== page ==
Feb 15 2015

Most homeowners try to keep their homes running cleanly and efficiently. There is a hidden problem, however, that often is overlooked. This problem is dirty ductwork, and it can occur without immediate outward signs. Grime and debris in ducts builds up over time and gradually diminishes air quality and potentially stresses your HVAC system. Avoid duct cleaning or duct replacement in the future by taking preventive measures right now. Here is how you can prevent dirty ductwork.

dirty air ductsWhy Dirty Ductwork Poses a Problem

Particles in ductwork eventually make their way into your HVAC equipment as well as to your indoor air. For your HVAC system, this can mean a faster buildup of grime inside the unit, which can cause system problems and a loss of efficiency. If you find that your air filters seem to be getting dirty faster, it may be due to dirty ductwork rather than external air pollutants.

The toll dirty ductwork takes on indoor air quality means you could see an increase in allergies and other health problems, such as asthma, related to contaminated air. Filth in the ductwork naturally enters the air you breathe in the home. Over time, these air quality issues will only worsen until the ducts are cleaned.

Preventing Dirty Ductwork

  • Keep the home clean and dry. Some of the dust and dirt in a home eventually becomes airborne and finds its way into the ductwork. The same methods used to keep dust, germs, pollen and mold under control will help prevent dirty ductwork. This means keeping floors swept, vacuumed, mopped, and other surfaces clean as well. Be aware that mold can grow in ductwork anytime the house is kept too humid or in damp areas. Mold in the ductwork can cause significant problems because it releases a lot of mold spores into your indoor air. Prevent moldy ductwork by keeping indoor humidity down, using exhaust fans in the bathroom, kitchen and laundry room, fixing plumbing leaks and removing liquid spills.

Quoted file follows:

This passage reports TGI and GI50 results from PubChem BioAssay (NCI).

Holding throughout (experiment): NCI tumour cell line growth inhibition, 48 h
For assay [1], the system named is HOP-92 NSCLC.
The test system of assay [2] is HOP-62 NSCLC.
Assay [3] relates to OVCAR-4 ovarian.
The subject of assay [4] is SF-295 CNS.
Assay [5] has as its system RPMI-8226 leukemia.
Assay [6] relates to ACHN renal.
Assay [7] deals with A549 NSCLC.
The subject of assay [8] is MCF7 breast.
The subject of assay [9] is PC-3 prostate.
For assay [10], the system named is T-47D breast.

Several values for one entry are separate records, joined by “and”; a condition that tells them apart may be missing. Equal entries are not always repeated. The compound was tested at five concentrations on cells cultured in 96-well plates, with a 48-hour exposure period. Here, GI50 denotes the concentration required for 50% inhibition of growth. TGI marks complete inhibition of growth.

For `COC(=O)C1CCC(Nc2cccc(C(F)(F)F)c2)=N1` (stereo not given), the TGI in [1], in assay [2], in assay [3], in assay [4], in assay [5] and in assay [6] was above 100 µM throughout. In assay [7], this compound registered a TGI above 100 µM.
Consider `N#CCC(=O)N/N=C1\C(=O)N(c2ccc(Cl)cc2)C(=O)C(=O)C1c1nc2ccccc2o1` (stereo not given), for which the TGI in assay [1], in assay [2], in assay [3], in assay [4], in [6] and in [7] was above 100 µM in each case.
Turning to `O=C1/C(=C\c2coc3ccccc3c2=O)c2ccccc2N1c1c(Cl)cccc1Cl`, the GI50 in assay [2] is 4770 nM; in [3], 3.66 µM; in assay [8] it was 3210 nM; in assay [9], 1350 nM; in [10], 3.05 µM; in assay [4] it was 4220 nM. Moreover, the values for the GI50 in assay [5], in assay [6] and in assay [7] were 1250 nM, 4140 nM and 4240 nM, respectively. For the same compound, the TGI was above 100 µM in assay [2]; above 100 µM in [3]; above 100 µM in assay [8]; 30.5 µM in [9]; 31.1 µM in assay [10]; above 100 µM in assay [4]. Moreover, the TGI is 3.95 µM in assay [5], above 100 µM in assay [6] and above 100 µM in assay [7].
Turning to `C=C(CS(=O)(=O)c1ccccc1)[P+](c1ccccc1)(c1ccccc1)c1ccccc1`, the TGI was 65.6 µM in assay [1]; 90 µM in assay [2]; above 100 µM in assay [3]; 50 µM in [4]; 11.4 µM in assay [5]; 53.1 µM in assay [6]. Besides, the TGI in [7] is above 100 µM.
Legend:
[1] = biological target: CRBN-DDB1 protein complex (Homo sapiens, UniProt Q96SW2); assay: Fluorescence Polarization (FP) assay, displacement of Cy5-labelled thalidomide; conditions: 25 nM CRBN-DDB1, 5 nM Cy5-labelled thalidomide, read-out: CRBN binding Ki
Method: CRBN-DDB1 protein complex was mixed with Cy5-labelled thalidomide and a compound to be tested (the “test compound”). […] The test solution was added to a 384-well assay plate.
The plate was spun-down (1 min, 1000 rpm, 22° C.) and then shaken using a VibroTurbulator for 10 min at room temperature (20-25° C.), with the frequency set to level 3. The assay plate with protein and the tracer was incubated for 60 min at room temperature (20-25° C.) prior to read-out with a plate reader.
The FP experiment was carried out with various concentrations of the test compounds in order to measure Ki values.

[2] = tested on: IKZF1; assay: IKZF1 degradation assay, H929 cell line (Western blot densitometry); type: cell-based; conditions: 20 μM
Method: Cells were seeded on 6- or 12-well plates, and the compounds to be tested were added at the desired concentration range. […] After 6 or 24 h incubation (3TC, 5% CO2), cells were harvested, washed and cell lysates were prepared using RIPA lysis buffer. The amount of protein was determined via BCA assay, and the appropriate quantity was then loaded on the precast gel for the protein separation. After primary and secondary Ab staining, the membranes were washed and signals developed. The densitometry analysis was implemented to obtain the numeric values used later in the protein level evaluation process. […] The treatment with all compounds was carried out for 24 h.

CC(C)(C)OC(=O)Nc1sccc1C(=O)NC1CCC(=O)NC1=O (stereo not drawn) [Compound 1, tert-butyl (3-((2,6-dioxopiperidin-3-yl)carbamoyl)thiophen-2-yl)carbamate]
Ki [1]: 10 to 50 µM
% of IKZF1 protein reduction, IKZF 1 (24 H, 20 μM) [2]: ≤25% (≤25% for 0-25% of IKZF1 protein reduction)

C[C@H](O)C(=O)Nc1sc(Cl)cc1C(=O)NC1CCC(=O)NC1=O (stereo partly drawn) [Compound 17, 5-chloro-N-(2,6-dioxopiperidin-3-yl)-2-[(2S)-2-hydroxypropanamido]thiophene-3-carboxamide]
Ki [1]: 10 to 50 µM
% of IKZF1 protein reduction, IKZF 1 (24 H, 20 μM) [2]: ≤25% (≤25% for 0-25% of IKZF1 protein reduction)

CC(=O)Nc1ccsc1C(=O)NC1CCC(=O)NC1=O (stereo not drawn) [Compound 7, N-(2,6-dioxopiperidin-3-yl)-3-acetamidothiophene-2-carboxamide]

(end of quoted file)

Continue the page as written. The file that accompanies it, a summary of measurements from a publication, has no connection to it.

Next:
• Clean new ductwork before installation. Often, new ducts have some oil and grime remaining on them from the manufacturing process, warehouse storage or from shipping. Make sure this is cleaned before the new ductwork is installed; otherwise, the oil and grime can travel to your HVAC equipment and indoor air. Any oil remaining inside new ductwork can also act as a magnet for attracting and holding additional dirt.
  • Seal ductwork during remodeling projects. Remodeling stirs up a lot of dust, and certain types of remodeling projects will put extra particles, such as sawdust or drywall dust, into the air. If you do not seal ducts off before remodeling, much of this will end up in your ductwork. If your building contractor does not specify that ducts will be sealed, make sure he is planning to do that before the start of the project. A reputable contractor will understand why this is important.
  • Keep your HVAC equipment maintained. Your HVAC system needs to receive a maintenance check to ensure everything is functioning optimally. In addition, dirt, mold and other types of debris build up in HVAC systems and can easily enter the ductwork if not removed. As part of standard preventive maintenance, your service technician will clean these pollutants off the equipment. This should be done at least once per year as part of your fall home maintenance.  Also, remember to change your air filters often. Clogged filters eventually lead to dirty HVAC equipment, and this dirt can end up in ductwork. You should change most filter types and brands once per month.
  • Have ducts inspected. Cracked, broken or deteriorating ductwork allows extra contaminants inside. Old ductwork is particularly vulnerable to structural problems, but even new ducts can come loose at the joints or develop other breaches in the structure. Fix problem areas, or replace ductwork if needed, as soon as possible to prevent dirty ductwork.

For more information on how to prevent dirty ductwork in your Sarasota home, please contact us at All American Heating & Cooling.

Image Provided by Shutterstock.com

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